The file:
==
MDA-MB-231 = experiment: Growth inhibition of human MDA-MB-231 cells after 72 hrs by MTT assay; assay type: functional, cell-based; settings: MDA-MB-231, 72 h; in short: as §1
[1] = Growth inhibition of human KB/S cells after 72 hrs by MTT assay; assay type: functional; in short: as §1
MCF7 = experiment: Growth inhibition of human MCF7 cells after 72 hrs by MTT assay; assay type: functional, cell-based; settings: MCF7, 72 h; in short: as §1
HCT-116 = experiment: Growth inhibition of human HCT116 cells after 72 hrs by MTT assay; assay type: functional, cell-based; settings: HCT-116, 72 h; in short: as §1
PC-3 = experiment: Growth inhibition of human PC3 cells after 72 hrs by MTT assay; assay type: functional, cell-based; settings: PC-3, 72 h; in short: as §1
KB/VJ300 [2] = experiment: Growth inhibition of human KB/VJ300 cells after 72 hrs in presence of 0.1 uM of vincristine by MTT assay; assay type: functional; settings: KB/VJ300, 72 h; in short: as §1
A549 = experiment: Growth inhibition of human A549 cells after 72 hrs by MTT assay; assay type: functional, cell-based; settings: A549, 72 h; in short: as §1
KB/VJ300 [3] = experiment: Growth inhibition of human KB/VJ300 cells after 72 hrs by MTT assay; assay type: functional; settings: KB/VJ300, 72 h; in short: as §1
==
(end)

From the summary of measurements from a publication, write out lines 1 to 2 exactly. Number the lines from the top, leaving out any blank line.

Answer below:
MDA-MB-231 = experiment: Growth inhibition of human MDA-MB-231 cells after 72 hrs by MTT assay; assay type: functional, cell-based; settings: MDA-MB-231, 72 h; in short: as §1
[1] = Growth inhibition of human KB/S cells after 72 hrs by MTT assay; assay type: functional; in short: as §1